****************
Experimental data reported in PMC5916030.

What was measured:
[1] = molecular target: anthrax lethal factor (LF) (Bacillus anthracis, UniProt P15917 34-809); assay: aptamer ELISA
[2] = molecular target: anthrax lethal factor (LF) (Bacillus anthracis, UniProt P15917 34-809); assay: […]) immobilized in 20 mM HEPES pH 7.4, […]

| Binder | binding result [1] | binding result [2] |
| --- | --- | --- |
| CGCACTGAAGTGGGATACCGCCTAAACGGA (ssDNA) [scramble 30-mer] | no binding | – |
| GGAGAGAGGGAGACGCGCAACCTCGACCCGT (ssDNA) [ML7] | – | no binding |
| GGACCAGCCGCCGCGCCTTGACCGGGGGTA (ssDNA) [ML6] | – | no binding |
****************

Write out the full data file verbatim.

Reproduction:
Experimental data reported in PMC5916030.

What was measured:
[1] = molecular target: anthrax lethal factor (LF) (Bacillus anthracis, UniProt P15917 34-809); assay: aptamer ELISA
[2] = molecular target: anthrax lethal factor (LF) (Bacillus anthracis, UniProt P15917 34-809); assay: […]) immobilized in 20 mM HEPES pH 7.4, […]

| Binder | binding result [1] | binding result [2] |
| --- | --- | --- |
| CGCACTGAAGTGGGATACCGCCTAAACGGA (ssDNA) [scramble 30-mer] | no binding | – |
| GGAGAGAGGGAGACGCGCAACCTCGACCCGT (ssDNA) [ML7] | – | no binding |
| GGACCAGCCGCCGCGCCTTGACCGGGGGTA (ssDNA) [ML6] | – | no binding |